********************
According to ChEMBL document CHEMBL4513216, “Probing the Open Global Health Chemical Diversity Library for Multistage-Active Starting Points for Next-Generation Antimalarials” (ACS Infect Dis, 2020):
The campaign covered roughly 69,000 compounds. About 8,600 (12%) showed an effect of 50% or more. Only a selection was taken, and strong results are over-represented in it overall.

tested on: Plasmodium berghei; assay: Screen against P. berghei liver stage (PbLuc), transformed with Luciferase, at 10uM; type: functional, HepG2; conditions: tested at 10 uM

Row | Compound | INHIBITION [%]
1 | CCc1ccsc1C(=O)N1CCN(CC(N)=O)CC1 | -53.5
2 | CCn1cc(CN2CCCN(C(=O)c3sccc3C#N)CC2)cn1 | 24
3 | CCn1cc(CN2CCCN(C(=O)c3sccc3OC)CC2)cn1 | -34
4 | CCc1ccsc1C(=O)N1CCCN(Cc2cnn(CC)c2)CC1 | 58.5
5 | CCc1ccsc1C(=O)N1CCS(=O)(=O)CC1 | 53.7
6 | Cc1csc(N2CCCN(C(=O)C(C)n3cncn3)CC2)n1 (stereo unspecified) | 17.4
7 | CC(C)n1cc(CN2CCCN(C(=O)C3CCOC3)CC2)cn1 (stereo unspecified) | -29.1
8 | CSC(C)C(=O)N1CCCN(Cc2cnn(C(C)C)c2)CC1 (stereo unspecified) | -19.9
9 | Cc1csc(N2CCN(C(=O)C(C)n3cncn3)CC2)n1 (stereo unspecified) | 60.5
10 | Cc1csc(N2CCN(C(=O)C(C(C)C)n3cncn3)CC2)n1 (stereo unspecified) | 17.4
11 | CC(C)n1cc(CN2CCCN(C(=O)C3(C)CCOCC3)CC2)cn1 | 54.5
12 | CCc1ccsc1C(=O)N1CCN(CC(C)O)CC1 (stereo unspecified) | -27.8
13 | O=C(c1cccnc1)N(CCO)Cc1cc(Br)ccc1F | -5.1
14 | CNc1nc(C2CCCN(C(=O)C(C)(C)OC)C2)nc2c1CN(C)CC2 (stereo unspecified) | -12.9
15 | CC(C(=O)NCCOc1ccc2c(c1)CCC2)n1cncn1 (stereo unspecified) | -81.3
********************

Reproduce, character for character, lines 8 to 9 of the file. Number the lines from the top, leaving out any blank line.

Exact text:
4 | CCc1ccsc1C(=O)N1CCCN(Cc2cnn(CC)c2)CC1 | 58.5
5 | CCc1ccsc1C(=O)N1CCS(=O)(=O)CC1 | 53.7